Born and raised in San Francisco, Clinton E. Day, Founder of Entrepreneurship Resources Institute, LLC, attended The University of California, Berkeley, before joining the Army in 1965. His first duty assignment was The Republic of Vietnam. He spent a total of four and a half years serving his country. Following active duty, he settled in Marin County California before he and his wife, Donna, made a strategic move to Jacksonville, FL, to each start a business. Day shared the story behind his entrepreneurial journey and how, after growing and selling three successful insurance agencies, he shifted his focus to helping others achieve personal and financial freedom through self-employment.
“I spent the first year in Jacksonville working for a high-profile surety bond agent in town,” Day said. “In those days, you had to work for someone for a minimum of one year before you were able to go off on your own. After that year, Donna and I formed our first insurance agency – she had already started her own physical therapy clinic. The agency business grew pretty quickly, and we soon established accounts with companies that had divisions near Atlanta, Georgia. I started going up there quite a bit to service those accounts.”
Day continued, “We eventually sold that agency and moved to Georgia, where we built two more insurance agencies. Over time, we grew and sold those agencies and by 2000, we were coming back and forth between Georgia and a golf villa we owned in Sarasota pretty often. That’s when I got qualified to teach Continuing Education for property and casualty insurance agents in Florida. I also taught Financial Planning to insurance agents. I did that for about three years before realizing my heart was still in entrepreneurship.”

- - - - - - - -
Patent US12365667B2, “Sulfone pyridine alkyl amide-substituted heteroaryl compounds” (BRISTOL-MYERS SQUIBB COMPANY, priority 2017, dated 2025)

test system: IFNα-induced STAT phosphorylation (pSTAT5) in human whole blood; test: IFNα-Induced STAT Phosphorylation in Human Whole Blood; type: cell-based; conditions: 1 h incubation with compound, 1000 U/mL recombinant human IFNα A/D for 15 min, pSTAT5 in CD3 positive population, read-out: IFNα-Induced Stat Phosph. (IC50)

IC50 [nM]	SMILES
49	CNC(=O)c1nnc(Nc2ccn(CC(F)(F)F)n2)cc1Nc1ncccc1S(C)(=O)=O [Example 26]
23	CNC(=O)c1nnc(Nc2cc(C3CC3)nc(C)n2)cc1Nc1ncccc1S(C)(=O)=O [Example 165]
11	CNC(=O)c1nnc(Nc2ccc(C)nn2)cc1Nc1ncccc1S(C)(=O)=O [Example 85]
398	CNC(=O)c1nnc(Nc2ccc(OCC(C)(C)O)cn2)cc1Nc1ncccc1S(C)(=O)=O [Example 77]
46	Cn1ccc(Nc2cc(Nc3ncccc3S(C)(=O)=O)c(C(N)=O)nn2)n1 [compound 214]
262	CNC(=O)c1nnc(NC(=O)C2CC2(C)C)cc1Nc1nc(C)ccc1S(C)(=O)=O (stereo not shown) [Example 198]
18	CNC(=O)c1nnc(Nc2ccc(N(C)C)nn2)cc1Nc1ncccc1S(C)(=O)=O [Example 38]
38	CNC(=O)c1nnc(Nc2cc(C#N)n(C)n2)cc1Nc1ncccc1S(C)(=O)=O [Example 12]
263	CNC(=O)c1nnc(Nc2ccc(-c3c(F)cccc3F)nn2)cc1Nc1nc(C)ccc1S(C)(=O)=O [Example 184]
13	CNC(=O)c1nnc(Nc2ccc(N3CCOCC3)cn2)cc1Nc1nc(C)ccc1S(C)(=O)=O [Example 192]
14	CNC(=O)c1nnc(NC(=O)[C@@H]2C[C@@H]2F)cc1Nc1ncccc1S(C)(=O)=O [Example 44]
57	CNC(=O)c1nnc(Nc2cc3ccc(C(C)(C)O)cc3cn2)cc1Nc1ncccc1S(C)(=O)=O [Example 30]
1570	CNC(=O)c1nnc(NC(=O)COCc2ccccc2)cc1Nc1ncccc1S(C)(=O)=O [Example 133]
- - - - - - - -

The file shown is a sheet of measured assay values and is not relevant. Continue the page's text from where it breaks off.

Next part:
Day went back to school and earned his Master’s in Entrepreneurship. He set the wheels in motion to pursue his PhD before a colleague at The Kauffman Foundation encouraged him to instead enroll in every major entrepreneurship course available.
“So that’s what I did,” Day said. “I became certified by the Babson SEE, Lean Launch Pad, UF Experiential Classroom, Kauffman Ice House, and the Network for Teaching Entrepreneurship curriculums. I then met the department chair at the State College of Florida and she gave me an opportunity – that I accepted – to teach the Entrepreneurship Program at the College. I did that for about two years before getting involved with the veteran entrepreneurship community.”
Day was selected to teach the Florida Veteran’s Entrepreneurship Program (VEP). From 2013 through 2016, he worked with veterans to prepare them for entrepreneurial opportunities following active duty. In 2016, Day was a part of the development of STRIVE – an entrepreneurship training program offered through Syracuse University’s Institute for Veterans and Military Families (IVMF), in partnership with Hillsborough Community College. According to Day, The STRIVE program offers Veterans, active duty, Reserve/Guard, and their spouses the opportunity to take an early stage business, or business idea through a rigorous 6-week training program. The program leads to post program support both locally as well as nationally through the IVMF network. Around the same time, Day began to lay the groundwork for his own entrepreneurial endeavor – Entrepreneurship Resources Initiative (ERI).
“We initially structured the organization as a non-profit,” Day said. “Donna and my Godson, Clint Swigart, got involved, along with a fellow professor named Greta Kishbaugh. We also brought in another guy that works with Verizon who’s really good with technology. We gradually built out the program and began offering training and workshops around Lean Startup. As a graduate of Steve Blank’s Lean LaunchPad course, I’m a firm believer that the Lean Startup model made entrepreneurship teachable and learnable. The validation feature is key to launching and growing a successful startup.”